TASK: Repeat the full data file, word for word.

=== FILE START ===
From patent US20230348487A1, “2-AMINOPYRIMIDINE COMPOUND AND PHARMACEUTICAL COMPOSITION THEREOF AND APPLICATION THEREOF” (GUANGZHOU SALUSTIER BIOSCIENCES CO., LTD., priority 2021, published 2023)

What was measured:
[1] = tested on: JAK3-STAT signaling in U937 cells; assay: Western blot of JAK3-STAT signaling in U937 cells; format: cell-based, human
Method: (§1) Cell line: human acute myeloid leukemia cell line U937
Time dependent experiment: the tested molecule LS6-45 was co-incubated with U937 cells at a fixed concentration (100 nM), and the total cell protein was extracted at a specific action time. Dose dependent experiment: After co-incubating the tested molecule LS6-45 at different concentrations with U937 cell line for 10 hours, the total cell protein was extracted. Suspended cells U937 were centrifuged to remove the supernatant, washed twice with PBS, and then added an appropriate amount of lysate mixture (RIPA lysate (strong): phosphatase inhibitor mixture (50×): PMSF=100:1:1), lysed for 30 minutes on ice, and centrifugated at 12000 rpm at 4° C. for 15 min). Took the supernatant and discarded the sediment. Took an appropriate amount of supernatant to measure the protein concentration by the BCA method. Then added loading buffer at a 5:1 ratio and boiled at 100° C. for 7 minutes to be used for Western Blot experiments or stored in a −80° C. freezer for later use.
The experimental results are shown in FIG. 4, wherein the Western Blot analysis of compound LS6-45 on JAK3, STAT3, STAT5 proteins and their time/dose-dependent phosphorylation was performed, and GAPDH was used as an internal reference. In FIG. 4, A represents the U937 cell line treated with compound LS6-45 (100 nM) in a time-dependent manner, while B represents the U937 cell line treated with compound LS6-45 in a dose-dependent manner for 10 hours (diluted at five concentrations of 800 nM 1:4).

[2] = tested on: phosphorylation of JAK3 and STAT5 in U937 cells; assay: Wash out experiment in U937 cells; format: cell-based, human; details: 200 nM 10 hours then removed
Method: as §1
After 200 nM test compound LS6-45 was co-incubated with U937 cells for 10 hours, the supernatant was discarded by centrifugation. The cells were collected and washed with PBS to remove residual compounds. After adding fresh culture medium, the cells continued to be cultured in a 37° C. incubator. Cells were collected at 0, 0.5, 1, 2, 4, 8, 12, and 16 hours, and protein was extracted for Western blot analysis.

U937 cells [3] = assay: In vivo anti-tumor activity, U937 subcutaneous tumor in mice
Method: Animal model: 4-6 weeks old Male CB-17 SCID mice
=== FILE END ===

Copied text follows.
From patent US20230348487A1, “2-AMINOPYRIMIDINE COMPOUND AND PHARMACEUTICAL COMPOSITION THEREOF AND APPLICATION THEREOF” (GUANGZHOU SALUSTIER BIOSCIENCES CO., LTD., priority 2021, published 2023)

What was measured:
[1] = tested on: JAK3-STAT signaling in U937 cells; assay: Western blot of JAK3-STAT signaling in U937 cells; format: cell-based, human
Method: (§1) Cell line: human acute myeloid leukemia cell line U937
Time dependent experiment: the tested molecule LS6-45 was co-incubated with U937 cells at a fixed concentration (100 nM), and the total cell protein was extracted at a specific action time. Dose dependent experiment: After co-incubating the tested molecule LS6-45 at different concentrations with U937 cell line for 10 hours, the total cell protein was extracted. Suspended cells U937 were centrifuged to remove the supernatant, washed twice with PBS, and then added an appropriate amount of lysate mixture (RIPA lysate (strong): phosphatase inhibitor mixture (50×): PMSF=100:1:1), lysed for 30 minutes on ice, and centrifugated at 12000 rpm at 4° C. for 15 min). Took the supernatant and discarded the sediment. Took an appropriate amount of supernatant to measure the protein concentration by the BCA method. Then added loading buffer at a 5:1 ratio and boiled at 100° C. for 7 minutes to be used for Western Blot experiments or stored in a −80° C. freezer for later use.
The experimental results are shown in FIG. 4, wherein the Western Blot analysis of compound LS6-45 on JAK3, STAT3, STAT5 proteins and their time/dose-dependent phosphorylation was performed, and GAPDH was used as an internal reference. In FIG. 4, A represents the U937 cell line treated with compound LS6-45 (100 nM) in a time-dependent manner, while B represents the U937 cell line treated with compound LS6-45 in a dose-dependent manner for 10 hours (diluted at five concentrations of 800 nM 1:4).

[2] = tested on: phosphorylation of JAK3 and STAT5 in U937 cells; assay: Wash out experiment in U937 cells; format: cell-based, human; details: 200 nM 10 hours then removed
Method: as §1
After 200 nM test compound LS6-45 was co-incubated with U937 cells for 10 hours, the supernatant was discarded by centrifugation. The cells were collected and washed with PBS to remove residual compounds. After adding fresh culture medium, the cells continued to be cultured in a 37° C. incubator. Cells were collected at 0, 0.5, 1, 2, 4, 8, 12, and 16 hours, and protein was extracted for Western blot analysis.

U937 cells [3] = assay: In vivo anti-tumor activity, U937 subcutaneous tumor in mice
Method: Animal model: 4-6 weeks old Male CB-17 SCID mice